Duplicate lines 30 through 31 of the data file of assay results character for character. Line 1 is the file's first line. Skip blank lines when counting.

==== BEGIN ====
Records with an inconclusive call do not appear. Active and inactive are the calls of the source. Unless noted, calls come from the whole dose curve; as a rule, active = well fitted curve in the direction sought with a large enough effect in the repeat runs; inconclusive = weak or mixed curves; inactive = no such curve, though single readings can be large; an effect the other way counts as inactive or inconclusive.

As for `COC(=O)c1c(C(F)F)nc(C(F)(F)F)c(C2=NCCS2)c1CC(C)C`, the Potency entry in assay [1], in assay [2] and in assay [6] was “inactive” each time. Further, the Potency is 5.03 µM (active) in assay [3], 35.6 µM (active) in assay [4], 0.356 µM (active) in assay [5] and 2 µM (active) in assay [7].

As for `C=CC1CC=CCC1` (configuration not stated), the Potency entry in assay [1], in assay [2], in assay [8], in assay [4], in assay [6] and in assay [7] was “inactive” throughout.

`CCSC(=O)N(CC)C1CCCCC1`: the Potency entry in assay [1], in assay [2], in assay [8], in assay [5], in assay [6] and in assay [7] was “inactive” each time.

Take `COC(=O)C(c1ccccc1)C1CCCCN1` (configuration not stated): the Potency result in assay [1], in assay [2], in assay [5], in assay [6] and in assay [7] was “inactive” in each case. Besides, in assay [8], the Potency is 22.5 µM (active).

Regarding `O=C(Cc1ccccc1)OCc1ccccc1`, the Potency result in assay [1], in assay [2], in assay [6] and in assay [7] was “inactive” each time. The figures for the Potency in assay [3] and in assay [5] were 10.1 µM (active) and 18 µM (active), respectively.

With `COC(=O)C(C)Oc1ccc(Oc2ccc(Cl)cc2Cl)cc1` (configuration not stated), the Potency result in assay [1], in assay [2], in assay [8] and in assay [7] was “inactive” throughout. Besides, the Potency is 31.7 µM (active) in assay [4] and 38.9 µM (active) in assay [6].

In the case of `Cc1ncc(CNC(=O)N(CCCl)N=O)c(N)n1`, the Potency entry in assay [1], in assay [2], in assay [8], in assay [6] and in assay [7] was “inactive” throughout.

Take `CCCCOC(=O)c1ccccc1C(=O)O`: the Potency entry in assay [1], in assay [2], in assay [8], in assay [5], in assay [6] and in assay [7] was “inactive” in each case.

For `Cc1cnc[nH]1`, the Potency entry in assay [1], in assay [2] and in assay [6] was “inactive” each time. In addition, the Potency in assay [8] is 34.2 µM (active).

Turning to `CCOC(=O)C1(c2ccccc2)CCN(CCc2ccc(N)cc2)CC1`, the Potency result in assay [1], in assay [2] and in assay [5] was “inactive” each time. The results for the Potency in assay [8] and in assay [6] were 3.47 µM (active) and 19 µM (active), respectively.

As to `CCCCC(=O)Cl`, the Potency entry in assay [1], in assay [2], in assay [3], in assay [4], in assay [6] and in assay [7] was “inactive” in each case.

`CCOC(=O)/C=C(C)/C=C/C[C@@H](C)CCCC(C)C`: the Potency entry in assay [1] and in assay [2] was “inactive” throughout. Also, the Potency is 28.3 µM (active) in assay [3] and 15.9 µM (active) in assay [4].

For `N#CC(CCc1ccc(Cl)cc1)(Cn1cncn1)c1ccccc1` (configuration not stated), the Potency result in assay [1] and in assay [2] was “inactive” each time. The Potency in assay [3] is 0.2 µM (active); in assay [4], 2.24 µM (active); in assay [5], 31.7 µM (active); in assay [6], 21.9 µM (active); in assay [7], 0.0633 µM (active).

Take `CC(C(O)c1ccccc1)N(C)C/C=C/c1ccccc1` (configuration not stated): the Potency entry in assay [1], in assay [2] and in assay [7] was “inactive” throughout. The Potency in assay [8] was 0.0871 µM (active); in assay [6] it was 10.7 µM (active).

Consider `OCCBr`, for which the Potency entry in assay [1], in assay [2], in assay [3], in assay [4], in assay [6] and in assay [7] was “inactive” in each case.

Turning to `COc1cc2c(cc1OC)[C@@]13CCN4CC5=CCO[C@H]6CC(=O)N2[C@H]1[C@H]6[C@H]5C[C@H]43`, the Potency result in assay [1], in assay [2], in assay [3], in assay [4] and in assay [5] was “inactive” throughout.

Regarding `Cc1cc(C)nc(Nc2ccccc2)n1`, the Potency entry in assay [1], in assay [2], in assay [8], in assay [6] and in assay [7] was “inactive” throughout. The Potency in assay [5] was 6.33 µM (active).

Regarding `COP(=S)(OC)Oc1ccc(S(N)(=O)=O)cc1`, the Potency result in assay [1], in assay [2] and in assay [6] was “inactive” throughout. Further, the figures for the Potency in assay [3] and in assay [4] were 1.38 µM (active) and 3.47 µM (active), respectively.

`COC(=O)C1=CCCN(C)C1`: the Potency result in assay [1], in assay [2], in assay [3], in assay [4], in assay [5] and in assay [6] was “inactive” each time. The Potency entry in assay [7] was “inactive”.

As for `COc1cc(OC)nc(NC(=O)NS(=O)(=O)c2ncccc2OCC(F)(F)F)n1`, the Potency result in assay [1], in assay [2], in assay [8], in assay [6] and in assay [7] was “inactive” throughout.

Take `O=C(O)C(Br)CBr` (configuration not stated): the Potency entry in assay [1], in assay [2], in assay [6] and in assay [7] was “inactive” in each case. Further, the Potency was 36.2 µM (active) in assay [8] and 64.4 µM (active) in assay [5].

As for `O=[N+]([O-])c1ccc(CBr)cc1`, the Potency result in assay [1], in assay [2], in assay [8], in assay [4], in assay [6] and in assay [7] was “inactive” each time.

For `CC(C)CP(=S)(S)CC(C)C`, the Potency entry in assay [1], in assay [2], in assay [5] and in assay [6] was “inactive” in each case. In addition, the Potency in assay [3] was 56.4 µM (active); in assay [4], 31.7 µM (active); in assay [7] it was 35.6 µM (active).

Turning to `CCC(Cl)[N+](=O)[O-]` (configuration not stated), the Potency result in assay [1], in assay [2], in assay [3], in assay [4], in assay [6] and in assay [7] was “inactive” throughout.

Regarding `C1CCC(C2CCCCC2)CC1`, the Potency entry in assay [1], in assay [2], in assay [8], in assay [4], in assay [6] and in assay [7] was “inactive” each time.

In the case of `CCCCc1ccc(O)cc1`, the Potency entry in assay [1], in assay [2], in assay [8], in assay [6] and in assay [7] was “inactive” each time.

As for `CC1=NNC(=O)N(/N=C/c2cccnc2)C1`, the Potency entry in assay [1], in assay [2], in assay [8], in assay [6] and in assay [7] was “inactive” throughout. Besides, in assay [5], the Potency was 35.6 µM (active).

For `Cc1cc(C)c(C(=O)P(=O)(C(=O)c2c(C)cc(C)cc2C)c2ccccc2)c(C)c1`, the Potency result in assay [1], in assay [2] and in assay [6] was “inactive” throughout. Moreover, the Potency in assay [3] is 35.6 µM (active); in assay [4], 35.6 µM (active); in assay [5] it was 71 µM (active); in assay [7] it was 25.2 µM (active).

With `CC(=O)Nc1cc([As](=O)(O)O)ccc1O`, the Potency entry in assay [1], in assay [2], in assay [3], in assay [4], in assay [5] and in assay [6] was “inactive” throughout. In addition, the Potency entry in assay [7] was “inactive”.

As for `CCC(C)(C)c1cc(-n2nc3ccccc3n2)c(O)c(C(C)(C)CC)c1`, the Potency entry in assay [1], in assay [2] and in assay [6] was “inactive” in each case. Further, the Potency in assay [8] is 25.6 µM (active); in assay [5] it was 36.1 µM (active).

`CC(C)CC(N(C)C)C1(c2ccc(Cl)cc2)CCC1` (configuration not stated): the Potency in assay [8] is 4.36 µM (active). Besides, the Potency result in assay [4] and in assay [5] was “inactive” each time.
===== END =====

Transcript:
With `CC(=O)Nc1cc([As](=O)(O)O)ccc1O`, the Potency entry in assay [1], in assay [2], in assay [3], in assay [4], in assay [5] and in assay [6] was “inactive” throughout. In addition, the Potency entry in assay [7] was “inactive”.

As for `CCC(C)(C)c1cc(-n2nc3ccccc3n2)c(O)c(C(C)(C)CC)c1`, the Potency entry in assay [1], in assay [2] and in assay [6] was “inactive” in each case. Further, the Potency in assay [8] is 25.6 µM (active); in assay [5] it was 36.1 µM (active).